AS AMERICA REOPENS for business, labour shortages continue to worsen. Firms are advertising over 9m vacancies, the highest on record. Bosses complain they are unable to find people to serve drinks, staff tills or drive trucks. So in an attempt to eliminate the shortages, half of states are ending a $300 weekly top-up to unemployment insurance (UI), in place since January, as well as other pandemic-related UI programmes. Is this change having the desired effect?
It depends whom you ask. On June 27th the Wall Street Journal ran an article on Missouri, a state that abolished the supplement on June 12th, claiming that people were flying off the unemployment rolls. The very same day the New York Times ran an article also on Missouri, which drew almost exactly the opposite conclusion. The reality is somewhere in between these polarised extremes. Making benefits less generous may help America’s jobs market a little—but other factors do more to explain labour shortages.
Removing the $300 weekly top-up certainly makes living off welfare less comfortable. At that level 40% of people are earning more than they were in their previous jobs. It is hard to say right now, however, whether imposing tougher conditions translates into more vigorous job searches. The first four states to abolish the supplement did so too late for the effect, if any, to show up in the latest jobs report, released on July 2nd. In the meantime economists must use high-frequency data, such as online job postings and weekly figures on claims for UI, which are less reliable.
These suggest that a stingier UI makes a difference. Both analysts at Morgan Stanley, a bank, and economists at the St Louis Federal Reserve find that continuous claims for UI have fallen the most in “early-ending” states. Other research finds similar trends in new claims for UI. But there is enough going on to muddy the picture: Daniel Zhao of Glassdoor, a job-search website, adds a note of caution, pointing out that new claims were already dropping faster in reforming states.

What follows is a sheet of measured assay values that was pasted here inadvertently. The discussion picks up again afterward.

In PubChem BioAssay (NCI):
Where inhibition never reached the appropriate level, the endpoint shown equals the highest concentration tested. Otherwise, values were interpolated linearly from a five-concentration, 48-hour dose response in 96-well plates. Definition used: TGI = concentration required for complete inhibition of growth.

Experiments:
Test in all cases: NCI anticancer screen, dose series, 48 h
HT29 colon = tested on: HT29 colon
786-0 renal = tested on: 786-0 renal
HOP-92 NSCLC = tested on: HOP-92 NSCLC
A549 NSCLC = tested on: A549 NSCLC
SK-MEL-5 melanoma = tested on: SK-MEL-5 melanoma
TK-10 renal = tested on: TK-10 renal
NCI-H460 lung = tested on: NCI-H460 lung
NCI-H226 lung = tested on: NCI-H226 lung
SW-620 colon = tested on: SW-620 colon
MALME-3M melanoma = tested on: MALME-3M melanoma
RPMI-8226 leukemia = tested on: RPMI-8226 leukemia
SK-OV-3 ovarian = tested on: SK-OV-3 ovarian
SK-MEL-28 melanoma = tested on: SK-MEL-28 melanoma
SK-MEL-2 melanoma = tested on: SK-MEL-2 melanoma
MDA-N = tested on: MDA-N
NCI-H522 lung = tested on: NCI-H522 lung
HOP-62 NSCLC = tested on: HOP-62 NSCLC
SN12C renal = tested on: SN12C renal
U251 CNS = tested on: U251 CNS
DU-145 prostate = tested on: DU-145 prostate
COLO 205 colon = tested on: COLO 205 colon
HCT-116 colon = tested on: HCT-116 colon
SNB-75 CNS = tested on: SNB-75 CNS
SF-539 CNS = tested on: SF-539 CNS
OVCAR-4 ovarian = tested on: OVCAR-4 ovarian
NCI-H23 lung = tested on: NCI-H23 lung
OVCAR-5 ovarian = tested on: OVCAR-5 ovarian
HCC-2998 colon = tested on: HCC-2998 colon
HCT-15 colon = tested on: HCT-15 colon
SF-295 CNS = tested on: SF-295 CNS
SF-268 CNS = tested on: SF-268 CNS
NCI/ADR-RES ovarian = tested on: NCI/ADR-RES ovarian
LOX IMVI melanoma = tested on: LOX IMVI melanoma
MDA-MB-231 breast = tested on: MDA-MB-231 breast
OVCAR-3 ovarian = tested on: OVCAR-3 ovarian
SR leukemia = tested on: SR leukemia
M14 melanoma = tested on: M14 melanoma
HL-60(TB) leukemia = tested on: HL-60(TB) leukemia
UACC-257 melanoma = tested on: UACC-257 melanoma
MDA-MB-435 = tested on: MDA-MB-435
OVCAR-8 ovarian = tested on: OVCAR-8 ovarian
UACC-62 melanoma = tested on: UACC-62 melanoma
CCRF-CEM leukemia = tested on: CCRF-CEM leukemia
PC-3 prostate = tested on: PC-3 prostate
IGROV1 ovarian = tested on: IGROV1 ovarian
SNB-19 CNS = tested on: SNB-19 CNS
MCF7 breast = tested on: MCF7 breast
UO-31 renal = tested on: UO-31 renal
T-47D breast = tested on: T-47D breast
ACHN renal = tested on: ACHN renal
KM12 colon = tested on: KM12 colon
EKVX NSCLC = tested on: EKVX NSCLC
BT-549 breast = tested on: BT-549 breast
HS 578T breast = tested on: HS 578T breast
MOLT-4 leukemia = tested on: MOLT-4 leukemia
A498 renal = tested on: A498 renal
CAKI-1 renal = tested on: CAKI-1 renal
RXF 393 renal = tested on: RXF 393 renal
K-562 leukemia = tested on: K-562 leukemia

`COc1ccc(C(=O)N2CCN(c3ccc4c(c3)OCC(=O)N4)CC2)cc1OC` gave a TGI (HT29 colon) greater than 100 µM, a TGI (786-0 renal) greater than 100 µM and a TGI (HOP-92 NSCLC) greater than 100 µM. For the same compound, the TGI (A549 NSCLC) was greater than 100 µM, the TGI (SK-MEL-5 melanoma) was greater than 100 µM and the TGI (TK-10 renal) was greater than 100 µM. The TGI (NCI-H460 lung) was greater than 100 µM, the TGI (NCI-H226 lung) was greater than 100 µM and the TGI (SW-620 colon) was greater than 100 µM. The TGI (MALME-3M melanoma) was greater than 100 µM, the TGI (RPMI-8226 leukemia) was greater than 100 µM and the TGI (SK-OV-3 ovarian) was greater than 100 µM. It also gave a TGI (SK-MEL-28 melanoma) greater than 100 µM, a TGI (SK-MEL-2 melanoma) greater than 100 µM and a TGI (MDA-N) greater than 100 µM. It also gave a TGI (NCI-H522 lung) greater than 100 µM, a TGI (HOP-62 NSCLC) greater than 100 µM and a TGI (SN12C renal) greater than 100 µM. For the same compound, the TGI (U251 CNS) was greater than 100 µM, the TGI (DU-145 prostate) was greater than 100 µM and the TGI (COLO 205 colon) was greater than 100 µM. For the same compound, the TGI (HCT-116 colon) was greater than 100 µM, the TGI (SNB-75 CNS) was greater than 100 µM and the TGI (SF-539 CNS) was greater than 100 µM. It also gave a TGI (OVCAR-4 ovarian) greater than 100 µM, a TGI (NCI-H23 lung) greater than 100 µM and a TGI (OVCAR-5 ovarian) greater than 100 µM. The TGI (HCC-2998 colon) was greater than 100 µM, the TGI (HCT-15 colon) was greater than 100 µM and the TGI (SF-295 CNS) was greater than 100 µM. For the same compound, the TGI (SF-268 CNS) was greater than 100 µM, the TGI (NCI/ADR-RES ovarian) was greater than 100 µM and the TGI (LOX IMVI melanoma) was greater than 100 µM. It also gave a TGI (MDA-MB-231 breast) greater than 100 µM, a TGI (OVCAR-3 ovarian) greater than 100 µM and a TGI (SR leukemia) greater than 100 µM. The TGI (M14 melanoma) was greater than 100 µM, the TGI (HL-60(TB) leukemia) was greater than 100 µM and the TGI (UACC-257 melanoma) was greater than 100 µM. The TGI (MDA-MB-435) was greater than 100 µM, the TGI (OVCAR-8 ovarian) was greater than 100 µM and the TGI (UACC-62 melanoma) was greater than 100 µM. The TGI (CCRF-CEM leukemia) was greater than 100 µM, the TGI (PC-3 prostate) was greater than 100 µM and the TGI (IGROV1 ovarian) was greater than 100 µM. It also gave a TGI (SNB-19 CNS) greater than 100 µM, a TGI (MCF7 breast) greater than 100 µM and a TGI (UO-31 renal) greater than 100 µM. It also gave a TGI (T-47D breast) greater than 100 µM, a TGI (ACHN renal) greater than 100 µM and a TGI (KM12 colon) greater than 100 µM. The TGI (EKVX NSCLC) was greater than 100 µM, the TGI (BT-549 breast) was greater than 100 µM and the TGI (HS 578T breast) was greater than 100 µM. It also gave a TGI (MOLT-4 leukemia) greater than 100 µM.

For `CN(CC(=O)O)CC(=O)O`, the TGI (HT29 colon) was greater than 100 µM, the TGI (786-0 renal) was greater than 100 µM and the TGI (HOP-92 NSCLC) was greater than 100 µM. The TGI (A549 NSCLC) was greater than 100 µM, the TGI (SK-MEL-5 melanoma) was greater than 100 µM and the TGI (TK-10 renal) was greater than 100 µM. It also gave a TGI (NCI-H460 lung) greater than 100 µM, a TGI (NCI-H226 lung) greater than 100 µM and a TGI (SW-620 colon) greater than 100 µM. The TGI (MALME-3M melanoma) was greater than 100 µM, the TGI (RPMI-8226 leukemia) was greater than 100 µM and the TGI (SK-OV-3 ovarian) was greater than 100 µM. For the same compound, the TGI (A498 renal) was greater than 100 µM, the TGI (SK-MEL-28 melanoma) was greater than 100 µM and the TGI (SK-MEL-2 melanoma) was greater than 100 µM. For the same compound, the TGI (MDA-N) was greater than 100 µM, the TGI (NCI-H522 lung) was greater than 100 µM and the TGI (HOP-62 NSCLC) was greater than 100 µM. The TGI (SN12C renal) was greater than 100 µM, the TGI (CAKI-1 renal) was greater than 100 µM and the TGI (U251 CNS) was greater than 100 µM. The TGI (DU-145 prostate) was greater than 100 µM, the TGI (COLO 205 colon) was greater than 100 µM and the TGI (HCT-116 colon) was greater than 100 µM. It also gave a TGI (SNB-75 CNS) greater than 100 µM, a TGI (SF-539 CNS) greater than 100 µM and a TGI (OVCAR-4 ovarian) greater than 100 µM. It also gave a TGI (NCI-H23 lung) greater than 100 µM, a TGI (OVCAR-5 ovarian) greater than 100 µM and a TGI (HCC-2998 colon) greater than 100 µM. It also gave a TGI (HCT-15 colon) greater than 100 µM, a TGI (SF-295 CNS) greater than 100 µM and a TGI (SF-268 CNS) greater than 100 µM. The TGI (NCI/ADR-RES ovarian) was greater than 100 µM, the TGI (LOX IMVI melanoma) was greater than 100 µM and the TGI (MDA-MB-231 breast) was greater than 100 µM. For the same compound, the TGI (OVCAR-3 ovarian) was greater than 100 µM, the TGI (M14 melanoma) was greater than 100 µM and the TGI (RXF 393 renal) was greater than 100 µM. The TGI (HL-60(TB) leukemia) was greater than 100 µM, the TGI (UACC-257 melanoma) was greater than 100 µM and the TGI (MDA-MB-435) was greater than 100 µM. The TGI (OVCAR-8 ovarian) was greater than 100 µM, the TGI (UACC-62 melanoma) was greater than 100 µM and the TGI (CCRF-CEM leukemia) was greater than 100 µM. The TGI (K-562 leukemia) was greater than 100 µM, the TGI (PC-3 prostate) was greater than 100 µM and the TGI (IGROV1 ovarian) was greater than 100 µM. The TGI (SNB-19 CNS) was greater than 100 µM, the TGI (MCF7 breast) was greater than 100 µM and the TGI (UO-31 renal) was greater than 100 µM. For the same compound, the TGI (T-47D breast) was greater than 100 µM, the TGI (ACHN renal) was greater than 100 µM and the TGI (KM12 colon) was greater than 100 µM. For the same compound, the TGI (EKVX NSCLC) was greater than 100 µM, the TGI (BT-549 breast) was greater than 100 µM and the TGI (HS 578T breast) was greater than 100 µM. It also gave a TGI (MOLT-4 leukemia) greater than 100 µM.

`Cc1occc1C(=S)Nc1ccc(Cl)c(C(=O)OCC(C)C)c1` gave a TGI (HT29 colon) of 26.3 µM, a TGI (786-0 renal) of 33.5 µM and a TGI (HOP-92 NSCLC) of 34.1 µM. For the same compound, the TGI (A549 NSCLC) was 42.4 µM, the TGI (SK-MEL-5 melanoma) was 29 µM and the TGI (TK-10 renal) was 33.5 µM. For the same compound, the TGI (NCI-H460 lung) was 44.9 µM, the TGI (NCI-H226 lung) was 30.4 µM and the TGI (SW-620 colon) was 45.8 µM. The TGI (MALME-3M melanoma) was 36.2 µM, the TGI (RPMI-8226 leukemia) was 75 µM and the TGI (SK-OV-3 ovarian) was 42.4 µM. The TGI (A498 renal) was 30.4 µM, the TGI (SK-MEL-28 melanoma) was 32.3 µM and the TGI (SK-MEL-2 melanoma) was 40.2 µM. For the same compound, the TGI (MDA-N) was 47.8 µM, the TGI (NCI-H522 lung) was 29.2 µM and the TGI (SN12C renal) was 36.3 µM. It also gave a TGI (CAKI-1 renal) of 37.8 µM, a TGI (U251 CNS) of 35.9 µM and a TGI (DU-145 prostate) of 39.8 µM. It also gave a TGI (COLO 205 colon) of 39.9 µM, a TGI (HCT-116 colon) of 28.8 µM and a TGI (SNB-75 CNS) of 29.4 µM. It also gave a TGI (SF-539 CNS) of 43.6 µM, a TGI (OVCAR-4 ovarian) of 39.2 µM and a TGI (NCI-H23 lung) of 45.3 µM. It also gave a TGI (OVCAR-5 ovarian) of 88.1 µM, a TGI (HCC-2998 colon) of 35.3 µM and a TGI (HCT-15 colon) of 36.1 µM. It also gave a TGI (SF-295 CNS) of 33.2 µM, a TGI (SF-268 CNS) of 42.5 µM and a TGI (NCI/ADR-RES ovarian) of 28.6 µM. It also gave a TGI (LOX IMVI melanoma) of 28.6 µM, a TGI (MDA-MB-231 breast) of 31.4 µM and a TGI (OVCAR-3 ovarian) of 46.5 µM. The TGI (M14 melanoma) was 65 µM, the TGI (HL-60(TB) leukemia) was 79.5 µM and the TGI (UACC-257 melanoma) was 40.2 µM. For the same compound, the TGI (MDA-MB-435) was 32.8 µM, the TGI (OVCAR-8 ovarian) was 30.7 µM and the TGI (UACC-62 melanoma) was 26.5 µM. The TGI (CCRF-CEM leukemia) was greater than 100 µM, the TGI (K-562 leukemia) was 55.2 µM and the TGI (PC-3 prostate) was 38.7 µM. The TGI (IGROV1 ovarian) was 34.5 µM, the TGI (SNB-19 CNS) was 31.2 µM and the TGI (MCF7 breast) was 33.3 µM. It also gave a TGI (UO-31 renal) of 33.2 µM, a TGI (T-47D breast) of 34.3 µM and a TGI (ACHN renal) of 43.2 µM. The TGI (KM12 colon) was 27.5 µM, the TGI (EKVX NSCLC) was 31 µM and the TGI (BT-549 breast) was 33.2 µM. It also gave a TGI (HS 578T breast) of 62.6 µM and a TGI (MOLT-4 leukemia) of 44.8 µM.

It will not be until the August jobs report, released in September, that wonks will have a better idea of what is really going on at the state level. It seems likely, though, that overall employment in America will by then be somewhat higher than it would have been without the cut to UI. A survey from Indeed, a job-search website, suggests that a tenth of unemployed people “not urgently” looking for work feel this way because of UI payments.
What is clear, however, is that there are other important reasons why so many workers seem job-shy. Across America the growth in the number of vacancies continued to rise in June and early July, according to Indeed. That suggests that workers are unlikely to be battering down the door to get an interview just because their benefit top-ups have ended.
People’s care responsibilities are one big impediment to returning to work (in-person schooling is only set to resume in the autumn). A pile of “excess” household savings accumulated during the pandemic, amounting to more than $2trn in total, has made it easier for many Americans to withstand a spell of unemployment, say until they find the perfect job. Others are depending on the salary of a spouse or partner. Moreover, fear of catching covid-19 is still apparently holding many people back. Who would choose to be a chef, when research suggests that practically no other occupation poses a higher risk of dying from covid-19? Until that threat abates, expect labour shortages to continue. ■
This article appeared in the Finance & economics section of the print edition under the headline “Make it pay”